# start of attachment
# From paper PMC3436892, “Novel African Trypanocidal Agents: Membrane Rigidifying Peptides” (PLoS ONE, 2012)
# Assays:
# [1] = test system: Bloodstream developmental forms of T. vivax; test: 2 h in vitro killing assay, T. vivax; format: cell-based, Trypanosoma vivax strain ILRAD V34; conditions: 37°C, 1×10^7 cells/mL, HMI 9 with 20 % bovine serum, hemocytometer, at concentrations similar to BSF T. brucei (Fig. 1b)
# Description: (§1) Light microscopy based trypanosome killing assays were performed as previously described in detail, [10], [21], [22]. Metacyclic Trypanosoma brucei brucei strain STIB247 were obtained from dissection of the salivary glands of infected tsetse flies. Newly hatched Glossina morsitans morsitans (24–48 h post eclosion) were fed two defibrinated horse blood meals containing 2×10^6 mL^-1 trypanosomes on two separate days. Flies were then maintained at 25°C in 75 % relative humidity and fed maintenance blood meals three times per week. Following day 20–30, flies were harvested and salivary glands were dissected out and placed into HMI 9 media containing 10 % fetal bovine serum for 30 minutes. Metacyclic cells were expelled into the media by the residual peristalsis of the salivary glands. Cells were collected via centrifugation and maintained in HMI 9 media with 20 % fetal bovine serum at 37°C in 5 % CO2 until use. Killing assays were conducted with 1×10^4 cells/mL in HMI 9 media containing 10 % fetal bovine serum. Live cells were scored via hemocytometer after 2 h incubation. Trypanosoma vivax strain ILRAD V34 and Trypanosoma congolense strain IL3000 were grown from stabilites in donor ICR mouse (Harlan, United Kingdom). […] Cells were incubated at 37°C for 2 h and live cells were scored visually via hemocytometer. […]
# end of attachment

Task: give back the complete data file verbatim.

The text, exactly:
# From paper PMC3436892, “Novel African Trypanocidal Agents: Membrane Rigidifying Peptides” (PLoS ONE, 2012)
# Assays:
# [1] = test system: Bloodstream developmental forms of T. vivax; test: 2 h in vitro killing assay, T. vivax; format: cell-based, Trypanosoma vivax strain ILRAD V34; conditions: 37°C, 1×10^7 cells/mL, HMI 9 with 20 % bovine serum, hemocytometer, at concentrations similar to BSF T. brucei (Fig. 1b)
# Description: (§1) Light microscopy based trypanosome killing assays were performed as previously described in detail, [10], [21], [22]. Metacyclic Trypanosoma brucei brucei strain STIB247 were obtained from dissection of the salivary glands of infected tsetse flies. Newly hatched Glossina morsitans morsitans (24–48 h post eclosion) were fed two defibrinated horse blood meals containing 2×10^6 mL^-1 trypanosomes on two separate days. Flies were then maintained at 25°C in 75 % relative humidity and fed maintenance blood meals three times per week. Following day 20–30, flies were harvested and salivary glands were dissected out and placed into HMI 9 media containing 10 % fetal bovine serum for 30 minutes. Metacyclic cells were expelled into the media by the residual peristalsis of the salivary glands. Cells were collected via centrifugation and maintained in HMI 9 media with 20 % fetal bovine serum at 37°C in 5 % CO2 until use. Killing assays were conducted with 1×10^4 cells/mL in HMI 9 media containing 10 % fetal bovine serum. Live cells were scored via hemocytometer after 2 h incubation. Trypanosoma vivax strain ILRAD V34 and Trypanosoma congolense strain IL3000 were grown from stabilites in donor ICR mouse (Harlan, United Kingdom). […] Cells were incubated at 37°C for 2 h and live cells were scored visually via hemocytometer. […]